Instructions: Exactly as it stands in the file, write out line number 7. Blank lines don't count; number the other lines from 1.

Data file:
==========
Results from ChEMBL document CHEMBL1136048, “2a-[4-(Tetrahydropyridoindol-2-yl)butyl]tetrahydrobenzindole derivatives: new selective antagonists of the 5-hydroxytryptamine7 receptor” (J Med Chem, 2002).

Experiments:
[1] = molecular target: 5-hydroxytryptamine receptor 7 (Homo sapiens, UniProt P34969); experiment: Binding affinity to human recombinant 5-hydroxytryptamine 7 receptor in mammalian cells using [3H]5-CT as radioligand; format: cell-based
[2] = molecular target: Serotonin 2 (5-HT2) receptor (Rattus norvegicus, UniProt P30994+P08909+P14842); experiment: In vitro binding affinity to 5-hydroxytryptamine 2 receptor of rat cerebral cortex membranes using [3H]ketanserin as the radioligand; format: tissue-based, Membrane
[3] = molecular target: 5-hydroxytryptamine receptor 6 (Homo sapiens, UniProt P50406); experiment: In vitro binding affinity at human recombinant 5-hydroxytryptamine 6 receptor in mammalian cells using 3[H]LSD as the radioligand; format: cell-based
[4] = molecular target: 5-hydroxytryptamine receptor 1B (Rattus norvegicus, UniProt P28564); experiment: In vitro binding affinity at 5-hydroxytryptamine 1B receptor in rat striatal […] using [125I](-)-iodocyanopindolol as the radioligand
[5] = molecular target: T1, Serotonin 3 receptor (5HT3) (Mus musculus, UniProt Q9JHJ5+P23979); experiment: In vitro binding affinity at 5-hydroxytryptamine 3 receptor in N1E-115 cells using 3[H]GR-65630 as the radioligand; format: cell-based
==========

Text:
[5] = molecular target: T1, Serotonin 3 receptor (5HT3) (Mus musculus, UniProt Q9JHJ5+P23979); experiment: In vitro binding affinity at 5-hydroxytryptamine 3 receptor in N1E-115 cells using 3[H]GR-65630 as the radioligand; format: cell-based